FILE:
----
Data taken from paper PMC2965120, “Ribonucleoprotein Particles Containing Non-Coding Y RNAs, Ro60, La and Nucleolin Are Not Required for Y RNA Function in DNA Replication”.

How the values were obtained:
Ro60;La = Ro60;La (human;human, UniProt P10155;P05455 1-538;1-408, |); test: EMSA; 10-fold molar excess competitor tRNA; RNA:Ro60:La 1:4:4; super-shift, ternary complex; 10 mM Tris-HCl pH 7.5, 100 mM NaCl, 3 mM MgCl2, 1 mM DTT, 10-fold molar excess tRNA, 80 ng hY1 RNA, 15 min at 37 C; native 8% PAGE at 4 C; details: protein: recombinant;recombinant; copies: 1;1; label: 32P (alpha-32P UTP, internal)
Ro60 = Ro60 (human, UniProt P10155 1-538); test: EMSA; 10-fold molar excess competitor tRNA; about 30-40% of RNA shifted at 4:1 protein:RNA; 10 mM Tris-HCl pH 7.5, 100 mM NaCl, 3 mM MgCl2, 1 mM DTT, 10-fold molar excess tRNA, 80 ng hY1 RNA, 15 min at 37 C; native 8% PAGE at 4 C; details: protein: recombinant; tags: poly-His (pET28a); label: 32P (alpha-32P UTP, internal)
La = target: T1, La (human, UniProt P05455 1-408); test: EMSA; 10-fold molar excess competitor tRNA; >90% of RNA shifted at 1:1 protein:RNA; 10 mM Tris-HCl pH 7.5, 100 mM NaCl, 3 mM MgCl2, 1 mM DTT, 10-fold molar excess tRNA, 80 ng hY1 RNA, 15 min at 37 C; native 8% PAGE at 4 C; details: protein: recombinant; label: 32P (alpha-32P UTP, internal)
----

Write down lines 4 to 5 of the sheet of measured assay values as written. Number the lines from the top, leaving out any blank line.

Ro60 = Ro60 (human, UniProt P10155 1-538); test: EMSA; 10-fold molar excess competitor tRNA; about 30-40% of RNA shifted at 4:1 protein:RNA; 10 mM Tris-HCl pH 7.5, 100 mM NaCl, 3 mM MgCl2, 1 mM DTT, 10-fold molar excess tRNA, 80 ng hY1 RNA, 15 min at 37 C; native 8% PAGE at 4 C; details: protein: recombinant; tags: poly-His (pET28a); label: 32P (alpha-32P UTP, internal)
La = target: T1, La (human, UniProt P05455 1-408); test: EMSA; 10-fold molar excess competitor tRNA; >90% of RNA shifted at 1:1 protein:RNA; 10 mM Tris-HCl pH 7.5, 100 mM NaCl, 3 mM MgCl2, 1 mM DTT, 10-fold molar excess tRNA, 80 ng hY1 RNA, 15 min at 37 C; native 8% PAGE at 4 C; details: protein: recombinant; label: 32P (alpha-32P UTP, internal)